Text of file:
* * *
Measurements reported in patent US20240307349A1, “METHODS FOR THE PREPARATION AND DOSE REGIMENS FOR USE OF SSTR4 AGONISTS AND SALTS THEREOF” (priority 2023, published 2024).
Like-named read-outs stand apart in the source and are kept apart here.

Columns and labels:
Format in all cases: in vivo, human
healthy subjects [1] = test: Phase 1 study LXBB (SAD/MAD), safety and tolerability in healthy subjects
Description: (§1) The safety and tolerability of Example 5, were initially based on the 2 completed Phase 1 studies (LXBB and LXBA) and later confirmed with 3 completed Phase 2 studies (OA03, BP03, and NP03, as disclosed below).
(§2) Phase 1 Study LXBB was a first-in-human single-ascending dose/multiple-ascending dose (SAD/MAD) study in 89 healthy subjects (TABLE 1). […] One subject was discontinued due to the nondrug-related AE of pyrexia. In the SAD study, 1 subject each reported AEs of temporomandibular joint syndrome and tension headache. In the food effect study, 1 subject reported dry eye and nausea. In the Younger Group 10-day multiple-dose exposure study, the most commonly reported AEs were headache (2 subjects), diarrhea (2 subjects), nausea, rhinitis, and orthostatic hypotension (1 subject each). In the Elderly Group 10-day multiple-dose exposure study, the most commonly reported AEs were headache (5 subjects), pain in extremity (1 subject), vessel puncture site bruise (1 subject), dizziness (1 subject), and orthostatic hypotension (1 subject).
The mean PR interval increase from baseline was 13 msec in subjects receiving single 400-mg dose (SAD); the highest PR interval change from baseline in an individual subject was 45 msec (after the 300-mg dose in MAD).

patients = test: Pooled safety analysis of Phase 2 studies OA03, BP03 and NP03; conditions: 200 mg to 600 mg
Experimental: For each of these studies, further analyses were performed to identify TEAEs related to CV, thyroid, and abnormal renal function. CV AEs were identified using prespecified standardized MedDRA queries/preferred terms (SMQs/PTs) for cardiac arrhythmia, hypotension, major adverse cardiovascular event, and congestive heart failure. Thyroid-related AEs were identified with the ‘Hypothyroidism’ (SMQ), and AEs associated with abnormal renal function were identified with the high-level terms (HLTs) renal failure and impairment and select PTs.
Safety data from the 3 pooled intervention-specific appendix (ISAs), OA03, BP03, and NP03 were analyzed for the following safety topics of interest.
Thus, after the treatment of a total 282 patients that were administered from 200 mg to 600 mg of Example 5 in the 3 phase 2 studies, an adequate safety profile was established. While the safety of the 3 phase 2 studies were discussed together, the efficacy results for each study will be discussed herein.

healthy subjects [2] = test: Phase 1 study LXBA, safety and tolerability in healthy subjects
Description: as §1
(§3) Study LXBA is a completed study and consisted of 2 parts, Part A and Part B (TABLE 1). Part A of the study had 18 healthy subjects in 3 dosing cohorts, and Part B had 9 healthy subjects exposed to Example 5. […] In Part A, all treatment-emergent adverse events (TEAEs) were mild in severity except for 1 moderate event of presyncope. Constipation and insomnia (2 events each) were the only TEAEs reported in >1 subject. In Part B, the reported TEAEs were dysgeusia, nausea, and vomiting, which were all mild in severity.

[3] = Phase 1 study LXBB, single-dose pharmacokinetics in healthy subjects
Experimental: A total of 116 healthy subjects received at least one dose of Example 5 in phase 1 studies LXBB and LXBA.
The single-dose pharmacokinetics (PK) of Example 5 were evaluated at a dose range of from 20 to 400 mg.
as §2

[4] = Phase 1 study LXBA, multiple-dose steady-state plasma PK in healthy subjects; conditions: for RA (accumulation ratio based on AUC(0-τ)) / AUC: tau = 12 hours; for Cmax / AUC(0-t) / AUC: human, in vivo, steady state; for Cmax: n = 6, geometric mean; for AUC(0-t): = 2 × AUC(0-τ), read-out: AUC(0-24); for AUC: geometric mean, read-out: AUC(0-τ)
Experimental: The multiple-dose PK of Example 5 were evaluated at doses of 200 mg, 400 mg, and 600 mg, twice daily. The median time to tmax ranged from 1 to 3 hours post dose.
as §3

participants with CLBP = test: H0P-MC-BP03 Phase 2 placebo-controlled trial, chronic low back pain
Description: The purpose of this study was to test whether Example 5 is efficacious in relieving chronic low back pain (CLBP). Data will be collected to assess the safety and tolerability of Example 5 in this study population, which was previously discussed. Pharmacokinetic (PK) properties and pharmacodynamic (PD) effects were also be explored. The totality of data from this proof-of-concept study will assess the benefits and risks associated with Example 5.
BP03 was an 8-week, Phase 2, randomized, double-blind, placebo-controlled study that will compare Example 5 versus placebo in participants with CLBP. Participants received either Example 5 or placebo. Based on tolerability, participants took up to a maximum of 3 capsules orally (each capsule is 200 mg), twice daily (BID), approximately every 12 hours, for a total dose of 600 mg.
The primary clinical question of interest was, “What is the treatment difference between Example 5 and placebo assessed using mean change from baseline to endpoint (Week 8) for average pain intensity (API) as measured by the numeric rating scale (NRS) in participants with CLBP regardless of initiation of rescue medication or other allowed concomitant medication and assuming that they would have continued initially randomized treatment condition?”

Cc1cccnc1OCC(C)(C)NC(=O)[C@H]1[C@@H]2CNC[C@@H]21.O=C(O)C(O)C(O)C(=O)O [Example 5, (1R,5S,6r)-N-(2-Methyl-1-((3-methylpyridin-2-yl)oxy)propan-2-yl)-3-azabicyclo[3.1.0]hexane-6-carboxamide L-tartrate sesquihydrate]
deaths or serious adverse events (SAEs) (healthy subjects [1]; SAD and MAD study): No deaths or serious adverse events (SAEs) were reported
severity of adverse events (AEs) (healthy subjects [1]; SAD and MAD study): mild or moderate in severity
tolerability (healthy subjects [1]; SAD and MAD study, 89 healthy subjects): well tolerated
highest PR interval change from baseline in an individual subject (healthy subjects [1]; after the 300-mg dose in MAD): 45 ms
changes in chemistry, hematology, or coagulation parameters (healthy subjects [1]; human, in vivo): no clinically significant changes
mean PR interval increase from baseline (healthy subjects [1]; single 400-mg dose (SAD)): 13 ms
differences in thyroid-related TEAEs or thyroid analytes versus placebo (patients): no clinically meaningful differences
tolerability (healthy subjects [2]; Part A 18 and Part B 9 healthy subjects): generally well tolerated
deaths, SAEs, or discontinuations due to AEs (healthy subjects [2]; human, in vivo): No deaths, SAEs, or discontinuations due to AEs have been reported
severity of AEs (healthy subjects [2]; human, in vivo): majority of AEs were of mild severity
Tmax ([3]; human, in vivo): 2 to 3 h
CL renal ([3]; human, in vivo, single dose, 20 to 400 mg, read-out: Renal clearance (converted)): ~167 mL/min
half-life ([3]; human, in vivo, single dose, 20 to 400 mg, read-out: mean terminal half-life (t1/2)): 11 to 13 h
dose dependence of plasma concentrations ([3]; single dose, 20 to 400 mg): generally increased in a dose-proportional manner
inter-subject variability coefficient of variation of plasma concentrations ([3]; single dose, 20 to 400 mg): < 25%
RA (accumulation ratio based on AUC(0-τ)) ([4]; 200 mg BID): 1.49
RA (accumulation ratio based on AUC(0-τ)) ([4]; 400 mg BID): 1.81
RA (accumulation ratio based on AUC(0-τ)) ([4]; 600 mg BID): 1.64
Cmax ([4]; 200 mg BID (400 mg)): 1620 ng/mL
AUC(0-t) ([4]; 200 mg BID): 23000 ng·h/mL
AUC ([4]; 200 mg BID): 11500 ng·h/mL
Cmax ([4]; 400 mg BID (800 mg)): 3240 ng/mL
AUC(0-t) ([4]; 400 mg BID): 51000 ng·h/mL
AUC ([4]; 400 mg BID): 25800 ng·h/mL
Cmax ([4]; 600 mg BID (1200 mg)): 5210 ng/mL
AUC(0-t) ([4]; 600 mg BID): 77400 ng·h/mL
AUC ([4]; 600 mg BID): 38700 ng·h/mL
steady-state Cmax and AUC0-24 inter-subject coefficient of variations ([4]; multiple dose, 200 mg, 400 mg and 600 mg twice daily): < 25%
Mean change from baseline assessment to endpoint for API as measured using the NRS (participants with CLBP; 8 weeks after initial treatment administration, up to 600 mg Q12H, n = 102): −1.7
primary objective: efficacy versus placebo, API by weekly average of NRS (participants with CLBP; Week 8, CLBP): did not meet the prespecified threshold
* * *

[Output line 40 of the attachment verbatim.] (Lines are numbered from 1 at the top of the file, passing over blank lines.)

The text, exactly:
half-life ([3]; human, in vivo, single dose, 20 to 400 mg, read-out: mean terminal half-life (t1/2)): 11 to 13 h